Figure 1: Several reporter and modulator molecules have been developed in our lab, including: small molecule sensors for lipases and proteases; genetically encoded reporters for kinase and phosphatase activities; membranepermeant and photoactivatable lipid molecules; and lipid derivatives that can be fluorescently labelled in living cells.
The Schultz group develops tools for imaging and for manipulating cellular enzyme activities, with a particular emphasis on lipid signalling in diabetes and the hereditary disease cystic fibrosis.
Previous and current research
Past projects: Our research has previously focused on finding novel ways to stimulate chloride and water secretion of epithelial cells in understanding cystic fibrosis (CF). Our compounds helped to investigate some of the underlying intracellular signalling pathways and provided drug candidates to eventually treat CF patients. Of particular significance was the development of chemical methods to convert highly polar signalling molecules like cyclic nucleotides, inositol phosphates, and phosphoinositides to membrane-permeant, bioactivatable derivatives (‘prodrugs’) (Schultz 2003; Laketa et al. 2009, Laketa et al. 2014).
Current projects: Our interest in CF has shifted to the development of lung emphysema – the ultimate cause of death in the patient. In a truly translational collaboration with the Mall group (MMPU), we develop FRET reporters to sense enzyme activities detrimental to lung tissue, such as macrophage and neutrophil elastases. At the cell biology level, our interest focuses on signalling networks regulated by G-protein-coupled and growth factor receptors. We developed a wide range of fluorescent reporter molecules, either genetically encoded (Piljić & Schultz, 2011) or as small molecule fluorescent probes (see figure). We hope to provide a more complete picture of the signalling network and to help find compounds beneficial in unravelling basic principles in signal transduction and, ultimately, in ion and enzyme secretion relevant to CF patients or in insulin secretion of s-cells. In addition, we prepared a large number of tools to manipulate signalling networks and are able to locally activate the important messenger such as PIP3 and DAG with a light flash in subcellular resolution in living cells (Mentel et al. 2011; Nadler et al. 2013, Nadler et al. submitted). In order to specifically label molecules with fluorophores in intact cells, we prepare highly stable unnatural amino acids that rapidly and irreversibly undergo cycloaddition reactions (click chemistry) with unsurpassed speed and study their application in collaboration with the Lemke group.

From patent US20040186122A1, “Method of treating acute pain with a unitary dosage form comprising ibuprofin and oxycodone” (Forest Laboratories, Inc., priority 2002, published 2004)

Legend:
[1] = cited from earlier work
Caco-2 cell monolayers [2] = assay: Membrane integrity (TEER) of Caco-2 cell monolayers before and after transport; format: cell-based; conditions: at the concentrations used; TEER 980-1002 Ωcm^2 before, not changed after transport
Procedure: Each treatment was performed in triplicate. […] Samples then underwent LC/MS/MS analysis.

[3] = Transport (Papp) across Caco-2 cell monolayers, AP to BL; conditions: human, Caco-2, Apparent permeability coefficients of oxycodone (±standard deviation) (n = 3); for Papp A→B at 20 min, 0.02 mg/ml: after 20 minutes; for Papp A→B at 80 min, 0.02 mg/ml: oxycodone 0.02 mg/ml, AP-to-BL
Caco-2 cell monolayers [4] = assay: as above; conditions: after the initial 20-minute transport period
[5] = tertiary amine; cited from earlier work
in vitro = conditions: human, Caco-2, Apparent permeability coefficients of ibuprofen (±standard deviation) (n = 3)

Hot projects: Currently, we are very excited about making highly charged dyes pass cell membranes. In collaboration with the Häring group, we are developing a method to visualise protein-protein interactions in cells in real time. By using a novel set of photoactivatable lipid molecules, we are able to modulate the signalling underlying insulin secretion, likely to provide new means of identifying targets important in diabetes.
Future projects and goals
We will continue work aimed at bringing fluorescent reporters for enzyme activities closer to the clinic. We will also focus on lipid signalling and lipid-controlled cell biology, and examine the effect of sphingo- and phospholipids on endocytosis, lipid trafficking, and insulin secretion. In addition, we will improve our possibilities to fluorescently label molecules in intact cells by using faster and more complete bioorthogonal reactions and new fluorophores. Most projects rely on organic chemistry and the group has a significant number of preparative chemists at the graduate student and postdoc level. The symbiosis of chemistry, biochemistry, and cell biology opens new doors and grants novel insights into how cells exhibit their function.